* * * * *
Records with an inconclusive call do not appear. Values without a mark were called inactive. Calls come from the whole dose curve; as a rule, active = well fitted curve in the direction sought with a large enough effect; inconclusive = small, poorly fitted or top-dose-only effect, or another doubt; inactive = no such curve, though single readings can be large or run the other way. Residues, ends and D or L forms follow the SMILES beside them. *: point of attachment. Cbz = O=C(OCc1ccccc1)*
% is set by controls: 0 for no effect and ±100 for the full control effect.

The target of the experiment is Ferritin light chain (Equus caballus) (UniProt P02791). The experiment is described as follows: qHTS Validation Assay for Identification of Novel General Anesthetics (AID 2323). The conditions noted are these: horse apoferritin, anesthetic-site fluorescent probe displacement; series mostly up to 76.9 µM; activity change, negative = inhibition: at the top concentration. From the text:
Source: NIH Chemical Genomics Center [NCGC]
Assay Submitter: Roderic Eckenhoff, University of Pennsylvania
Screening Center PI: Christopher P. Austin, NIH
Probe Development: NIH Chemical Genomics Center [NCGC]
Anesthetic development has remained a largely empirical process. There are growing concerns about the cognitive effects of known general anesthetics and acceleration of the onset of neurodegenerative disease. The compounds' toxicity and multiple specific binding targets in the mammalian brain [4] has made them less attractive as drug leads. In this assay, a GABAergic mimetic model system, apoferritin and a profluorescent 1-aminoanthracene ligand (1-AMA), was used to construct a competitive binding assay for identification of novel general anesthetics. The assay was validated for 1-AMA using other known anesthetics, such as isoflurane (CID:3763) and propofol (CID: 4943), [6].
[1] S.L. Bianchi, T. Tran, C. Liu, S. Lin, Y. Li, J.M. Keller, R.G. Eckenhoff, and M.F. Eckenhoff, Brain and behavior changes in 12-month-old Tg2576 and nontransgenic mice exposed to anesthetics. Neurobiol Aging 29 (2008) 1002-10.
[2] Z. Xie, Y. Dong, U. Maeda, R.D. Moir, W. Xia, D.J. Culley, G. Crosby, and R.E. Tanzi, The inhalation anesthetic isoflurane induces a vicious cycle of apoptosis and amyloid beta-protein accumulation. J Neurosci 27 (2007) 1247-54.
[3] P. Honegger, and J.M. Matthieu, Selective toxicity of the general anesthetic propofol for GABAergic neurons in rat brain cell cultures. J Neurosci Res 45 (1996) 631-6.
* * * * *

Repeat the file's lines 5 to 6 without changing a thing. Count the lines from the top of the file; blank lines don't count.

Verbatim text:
Assay Submitter: Roderic Eckenhoff, University of Pennsylvania
Screening Center PI: Christopher P. Austin, NIH